Naira scarcity lingers, traders ration cash
Some grassroots farmers and petty traders have expressed frustration over the lingering cash crunch in the country, saying the unfortunate incident has been taking a toll on their businesses.
Some farmers and traders said they stopped keeping their cash in the banks to avoid the funds getting trapped.
Small and medium-scale enterprise associations who spoke to our correspondent said the cash crunch would further weaken the government’s efforts to drive financial inclusion, especially at the grassroots.
A farmer in Igboho area of Oyo State, Mr Dele Bamigboye, said, “Many of those who bought from my farm produce have not paid me. They said they could not get money from the banks. It is affecting my business. I sell my things in cash and I have someone who helps me to collect the monies and keep in her bank account when it is much. Now, I cannot get cash because my monies are trapped.”
Another trader in Ogidi area of Ilorin simply identified as Mama Kudi said, “I am selling to only those who have cash to pay. I maintain this position because if they send money to my account, I cannot access cash from the PoS, and banks are rationing their cash. I need cash to buy goods and do my transactions. I am not taking money to the bank.”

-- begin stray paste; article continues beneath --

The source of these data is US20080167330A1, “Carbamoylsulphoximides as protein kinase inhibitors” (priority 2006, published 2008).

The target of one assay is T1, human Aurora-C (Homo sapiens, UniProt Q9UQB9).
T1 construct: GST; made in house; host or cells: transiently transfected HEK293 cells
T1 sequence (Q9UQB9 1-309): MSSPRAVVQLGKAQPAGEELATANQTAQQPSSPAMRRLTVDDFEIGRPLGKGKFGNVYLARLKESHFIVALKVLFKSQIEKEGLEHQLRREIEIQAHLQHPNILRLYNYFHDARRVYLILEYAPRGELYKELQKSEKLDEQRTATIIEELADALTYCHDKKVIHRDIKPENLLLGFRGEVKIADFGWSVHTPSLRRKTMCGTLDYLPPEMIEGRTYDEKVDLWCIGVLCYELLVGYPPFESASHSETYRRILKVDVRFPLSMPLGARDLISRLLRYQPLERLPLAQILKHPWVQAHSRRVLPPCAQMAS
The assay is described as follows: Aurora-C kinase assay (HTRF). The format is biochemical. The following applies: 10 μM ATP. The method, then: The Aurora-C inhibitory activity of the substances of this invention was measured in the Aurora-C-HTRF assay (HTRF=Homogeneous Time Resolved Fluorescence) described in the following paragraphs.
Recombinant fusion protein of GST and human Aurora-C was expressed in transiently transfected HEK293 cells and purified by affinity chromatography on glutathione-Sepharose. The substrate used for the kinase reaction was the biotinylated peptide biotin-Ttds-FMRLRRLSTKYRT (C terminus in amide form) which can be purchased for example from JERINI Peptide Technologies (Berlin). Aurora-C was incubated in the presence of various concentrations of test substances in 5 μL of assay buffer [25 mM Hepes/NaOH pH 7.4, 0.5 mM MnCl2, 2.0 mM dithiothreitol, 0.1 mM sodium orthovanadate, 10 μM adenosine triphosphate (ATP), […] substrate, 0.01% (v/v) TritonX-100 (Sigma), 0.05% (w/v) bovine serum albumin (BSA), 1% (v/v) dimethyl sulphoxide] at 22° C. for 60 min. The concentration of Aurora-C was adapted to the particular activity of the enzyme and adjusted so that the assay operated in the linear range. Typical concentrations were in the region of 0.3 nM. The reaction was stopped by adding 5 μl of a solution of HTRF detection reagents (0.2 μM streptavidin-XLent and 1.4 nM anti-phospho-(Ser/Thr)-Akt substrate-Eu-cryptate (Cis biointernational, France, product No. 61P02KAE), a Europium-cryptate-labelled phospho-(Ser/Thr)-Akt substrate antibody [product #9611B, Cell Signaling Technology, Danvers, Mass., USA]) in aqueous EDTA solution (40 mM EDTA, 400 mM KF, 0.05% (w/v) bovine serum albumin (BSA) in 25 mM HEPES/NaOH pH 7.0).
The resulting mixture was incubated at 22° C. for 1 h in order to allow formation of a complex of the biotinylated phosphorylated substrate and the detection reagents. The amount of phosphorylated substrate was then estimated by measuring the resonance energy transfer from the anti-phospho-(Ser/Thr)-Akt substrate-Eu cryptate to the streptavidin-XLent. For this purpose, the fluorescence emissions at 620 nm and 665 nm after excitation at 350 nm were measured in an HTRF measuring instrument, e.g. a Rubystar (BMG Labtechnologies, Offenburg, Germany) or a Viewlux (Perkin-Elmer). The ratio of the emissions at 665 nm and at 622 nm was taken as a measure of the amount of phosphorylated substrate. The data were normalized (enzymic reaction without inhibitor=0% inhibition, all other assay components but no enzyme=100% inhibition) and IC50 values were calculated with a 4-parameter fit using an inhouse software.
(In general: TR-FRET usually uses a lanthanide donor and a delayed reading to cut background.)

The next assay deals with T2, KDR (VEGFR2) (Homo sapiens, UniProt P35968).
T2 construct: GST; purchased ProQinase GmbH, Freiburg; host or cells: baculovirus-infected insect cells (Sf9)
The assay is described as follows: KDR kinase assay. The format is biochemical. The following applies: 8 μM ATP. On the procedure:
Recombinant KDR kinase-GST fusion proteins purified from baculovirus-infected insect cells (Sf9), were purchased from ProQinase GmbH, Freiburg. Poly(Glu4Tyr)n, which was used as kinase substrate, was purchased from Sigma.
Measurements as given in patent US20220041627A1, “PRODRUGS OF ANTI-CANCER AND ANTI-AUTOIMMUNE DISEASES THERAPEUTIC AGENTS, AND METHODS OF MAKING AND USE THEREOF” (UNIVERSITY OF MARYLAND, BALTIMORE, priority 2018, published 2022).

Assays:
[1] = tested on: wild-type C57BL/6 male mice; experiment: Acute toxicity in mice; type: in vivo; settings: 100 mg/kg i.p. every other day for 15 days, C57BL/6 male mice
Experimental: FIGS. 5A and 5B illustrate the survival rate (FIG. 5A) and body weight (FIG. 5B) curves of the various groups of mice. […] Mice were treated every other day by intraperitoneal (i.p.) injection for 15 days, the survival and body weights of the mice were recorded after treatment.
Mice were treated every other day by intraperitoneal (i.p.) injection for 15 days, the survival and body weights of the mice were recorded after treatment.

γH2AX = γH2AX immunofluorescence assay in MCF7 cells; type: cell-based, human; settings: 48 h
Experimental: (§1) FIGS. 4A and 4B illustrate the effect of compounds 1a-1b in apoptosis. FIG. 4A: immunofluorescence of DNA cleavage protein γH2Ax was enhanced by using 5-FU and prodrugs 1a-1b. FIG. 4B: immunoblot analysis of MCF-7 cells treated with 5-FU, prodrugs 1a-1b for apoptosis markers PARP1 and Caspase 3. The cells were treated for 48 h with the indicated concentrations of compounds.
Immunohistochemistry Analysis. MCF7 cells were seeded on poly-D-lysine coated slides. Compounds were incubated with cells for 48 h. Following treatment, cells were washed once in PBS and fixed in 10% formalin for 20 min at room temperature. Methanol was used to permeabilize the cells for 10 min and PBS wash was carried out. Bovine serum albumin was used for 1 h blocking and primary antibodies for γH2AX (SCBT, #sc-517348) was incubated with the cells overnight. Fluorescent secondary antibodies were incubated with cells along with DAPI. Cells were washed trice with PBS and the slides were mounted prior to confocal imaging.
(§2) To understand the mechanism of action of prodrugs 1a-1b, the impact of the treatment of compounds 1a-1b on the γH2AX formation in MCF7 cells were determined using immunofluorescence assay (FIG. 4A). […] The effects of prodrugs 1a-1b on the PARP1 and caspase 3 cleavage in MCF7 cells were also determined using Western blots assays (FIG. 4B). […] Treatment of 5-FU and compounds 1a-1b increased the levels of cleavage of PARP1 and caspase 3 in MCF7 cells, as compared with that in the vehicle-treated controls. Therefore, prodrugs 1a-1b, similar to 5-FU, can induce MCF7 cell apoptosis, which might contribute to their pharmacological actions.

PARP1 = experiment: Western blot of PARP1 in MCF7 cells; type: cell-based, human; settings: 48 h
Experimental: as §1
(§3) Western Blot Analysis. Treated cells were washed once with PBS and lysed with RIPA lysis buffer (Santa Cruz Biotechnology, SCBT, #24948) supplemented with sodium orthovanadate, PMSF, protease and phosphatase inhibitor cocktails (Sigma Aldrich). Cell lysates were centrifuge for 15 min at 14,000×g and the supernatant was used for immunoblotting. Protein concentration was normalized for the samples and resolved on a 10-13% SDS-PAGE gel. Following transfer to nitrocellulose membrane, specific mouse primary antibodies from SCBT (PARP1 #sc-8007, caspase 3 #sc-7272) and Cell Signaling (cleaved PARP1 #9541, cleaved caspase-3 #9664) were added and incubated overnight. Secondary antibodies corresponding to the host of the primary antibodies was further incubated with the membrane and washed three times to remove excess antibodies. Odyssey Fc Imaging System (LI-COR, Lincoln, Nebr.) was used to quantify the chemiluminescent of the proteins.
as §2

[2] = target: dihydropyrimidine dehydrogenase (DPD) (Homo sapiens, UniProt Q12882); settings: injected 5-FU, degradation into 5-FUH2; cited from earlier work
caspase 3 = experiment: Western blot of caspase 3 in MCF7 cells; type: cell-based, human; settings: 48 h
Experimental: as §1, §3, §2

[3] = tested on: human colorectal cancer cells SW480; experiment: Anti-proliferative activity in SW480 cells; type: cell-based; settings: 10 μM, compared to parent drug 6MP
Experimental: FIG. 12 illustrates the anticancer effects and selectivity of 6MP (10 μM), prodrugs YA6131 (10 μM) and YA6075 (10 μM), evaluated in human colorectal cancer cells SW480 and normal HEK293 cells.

Despite assurances from the Central Bank of Nigeria that there is enough cash in the economy, Nigerians have continued to decry the cash scarcity, as many Automated Teller Machines lack funds while banks are rationing cash over-the-counter.
Speaking on the impact of the cash crunch on financial inclusion drive, the President of the Association of Small Business Owners in Nigeria, Dr Femi Egbesola, said it would have a negative effect.
He said, “People are trying to get their businesses structured and take their monies to the bank. With what is happening now, the confidence is eroded, especially at this festive period. People, mostly in the micro sectors, need cash for their daily transactions.
“It is very unfortunate that some of them had to take their monies to the bank, not knowing that a thing like this would happen, and when they are expecting to get their monies from the banks, they are unable to withdraw it.
“A lot of transactions in the economy still go with cash. Grass root business is still cash dependent, and when there is no cash, there will be apathy in going to the bank to lodge their funds.”
The Vice President, Nigerian Association of Small and Medium Enterprises, South-West Region, Solomon Aderoju, said, the cash crunch would affect the confidence of those at the grassroots in the banking sector.
He said, “Financial inclusion is to engender opening of accounts to ensure that you don’t keep your money under your pillow. It is also to help the SMEs to have a structured business, and also to control money in circulation. But with what is happening now, the confidence is lost. People will not have the confidence to keep their monies in the banks.”